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Garmin Surrenders, Pays Millions In Ransom…And Other Small Business Tech News

By August 9, 2020August 10th, 2020No Comments

(This post originally appeared on Forbes)

Here are five things in technology that happened this past week and how they affect your business. Did you miss them?

1 — Garmin reportedly paid millions to resolve its recent ransomware attack.

Recent reports detailed that fitness device maker Garmin paid millions of dollars in response to an outage the company dealt with last month due to a ransom attack. The attack impacted several of Garmin’s systems, taking many of them offline. Although it is unknown who was responsible for the attack and who the ransom money went to, individuals researching the attack suspect the event could be connected to Evil Corp, a cybercriminal organization from Russia. (Source: Engadget)

Why this is important for your business:

Think about it: Garmin is a big company with plenty of IT resources and yet they fell victim to a ransomware attack and had little choice but to cough up the cash. What does this mean for your small business? It means that if hackers can extort money from a company like Garmin they can do it to you too…and probably easier. Backup your systems. Get your employees trained. Install security software on all devices. And for goodness sake makes sure every device everywhere (yes, even at your employees’ homes) are running the most recent operating systems.

2 — Intuit is introducing Quickbooks Cash, a new business bank account with a 1% high-yield interest rate.

Intuit is rolling out Quickbooks Cash that will be able to be integrated with the entire QuickBooks suite in order to simplify the way that small businesses manage their finances. QuickBooks Cash will not have any fees for opening an account, will not require maintenance fees, will not require a minimum balance or charge overdraft fees, and will have a 1% high-yield interest rate. The new platform will also allow small business owners to project cash flows for up to 90 days as well as whether or not invoices will be paid on time. (Source: Intuit)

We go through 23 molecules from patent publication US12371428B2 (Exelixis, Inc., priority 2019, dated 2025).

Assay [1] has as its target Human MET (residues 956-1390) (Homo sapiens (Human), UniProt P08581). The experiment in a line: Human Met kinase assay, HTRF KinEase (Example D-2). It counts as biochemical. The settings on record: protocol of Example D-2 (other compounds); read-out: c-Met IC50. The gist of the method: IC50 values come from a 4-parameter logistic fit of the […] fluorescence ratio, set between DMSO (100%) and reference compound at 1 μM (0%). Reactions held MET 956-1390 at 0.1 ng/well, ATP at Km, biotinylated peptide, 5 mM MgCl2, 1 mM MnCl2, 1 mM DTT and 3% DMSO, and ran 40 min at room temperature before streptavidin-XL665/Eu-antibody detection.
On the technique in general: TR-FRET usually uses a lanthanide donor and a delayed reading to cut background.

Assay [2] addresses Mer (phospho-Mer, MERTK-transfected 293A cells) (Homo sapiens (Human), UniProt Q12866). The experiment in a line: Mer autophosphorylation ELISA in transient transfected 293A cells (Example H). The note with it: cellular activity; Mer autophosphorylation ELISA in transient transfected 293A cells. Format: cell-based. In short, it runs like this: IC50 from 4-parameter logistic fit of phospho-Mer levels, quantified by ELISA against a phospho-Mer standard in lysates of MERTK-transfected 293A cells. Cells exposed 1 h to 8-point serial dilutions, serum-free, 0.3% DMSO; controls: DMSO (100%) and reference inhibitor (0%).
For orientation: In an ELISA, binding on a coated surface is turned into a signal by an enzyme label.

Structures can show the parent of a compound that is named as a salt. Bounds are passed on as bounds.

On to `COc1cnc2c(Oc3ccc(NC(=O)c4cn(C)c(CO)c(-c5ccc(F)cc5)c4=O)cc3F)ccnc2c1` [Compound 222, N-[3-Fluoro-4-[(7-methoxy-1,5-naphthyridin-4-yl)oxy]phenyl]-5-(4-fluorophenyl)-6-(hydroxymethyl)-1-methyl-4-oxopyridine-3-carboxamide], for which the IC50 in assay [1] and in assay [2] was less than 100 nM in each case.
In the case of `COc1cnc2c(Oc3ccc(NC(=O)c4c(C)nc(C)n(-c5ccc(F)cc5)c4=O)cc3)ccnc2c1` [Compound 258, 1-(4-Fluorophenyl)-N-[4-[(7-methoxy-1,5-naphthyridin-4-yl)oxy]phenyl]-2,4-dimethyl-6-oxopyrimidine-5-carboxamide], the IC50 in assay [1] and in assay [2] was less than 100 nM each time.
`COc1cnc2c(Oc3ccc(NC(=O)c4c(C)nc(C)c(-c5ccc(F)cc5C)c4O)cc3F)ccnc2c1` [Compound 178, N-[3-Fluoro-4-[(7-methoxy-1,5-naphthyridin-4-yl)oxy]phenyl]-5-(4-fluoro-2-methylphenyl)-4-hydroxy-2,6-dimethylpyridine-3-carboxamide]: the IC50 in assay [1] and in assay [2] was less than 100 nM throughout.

Why this is important for your business:

Is this the end of small business banking as we know it? Not yet. But soon. And it makes sense. If QuickBooks is accounting for all your cash, why does it have to be reconciled with a bank account somewhere else? Intuit is already making loans. Now it’s creating checking accounts. Toaster ovens are next (and if you’re too young to know what I’m talking about then…sorry!).

3 —Starbucks is betting on contactless options.

With the coronavirus pandemic changing the way businesses operate, Starbucks is making new plans regarding the way their stores are formatted. The coffee giant is expecting for the use of their drive-thrus to grow and they are ramping up curbside pickup in at least 700 stores throughout the country. Similarly, Starbucks will be introducing a “walk-through” feature in urban stores where curbside pickup or drive-thru are not possible, aiming to have several hundred throughout the United States over the next couple of years. (Source: USA Today)

Why this is important for your business:

Necessity is the mother of invention and many innovative companies are creating new ways to do business as a result of the pandemics. In some cases, those ways are even better and in my opinion, anything a coffee shop – be it Starbucks or a local business – can do to speed up the process using technology is good for me. And it will be good for many customers too.

4 — This tool can gather remote employees in a shared virtual office

E-commerce platform Powerfront has adapted to the coronavirus by tweaking their existing platform— initially designed for retail— to work with companies in other areas. According to the company’s CEO, “the ‘virtual’ offices allow staff to have their own Zoom rooms that work like a meeting space and where folks can find you if they need to ‘pop in’ and chat. Folks can move from office to office and very easily create meetings. The ‘status’ setting also promotes visibility. You can immediately see if a co-worker is on vacation, at lunch, in a meeting, etc. Hovering over a co-worker’s photo reveals their working hours, their local time, their title and department, and offers you the ability to meet with them. No need to go searching through emails or calendars or files – it’s all possible in one click.” (Source: Silicon Republic)

Why this is important for your business:

I’ll be closely watching new technologies that enhance the virtual meeting experience because let’s face it, it isn’t so great right now. I’m betting that those Zoom backgrounds will look like ancient stuff in just a few years. Companies like Powerfront and others are coming up with new ways to make virtual meetings real, interactive and productive. Look out for more on the way.

5— Cashdrop raised $2.7M to change how small businesses do e-commerce.

Cashdrop – a startup based in Chicago that has created a small business commerce platform allowing contactless purchases similar to Venmo – has raised $2.7M. (Source: American Inno)

Why this is important for your business:

The startup is rapidly rising in popularity throughout the country through assisting small businesses in making online storefronts sans monthly fees or charging any commissions. Over the last year, CashDrop has acquired over 200 businesses in a wide range of industries such as fashion, dining, events, and more.

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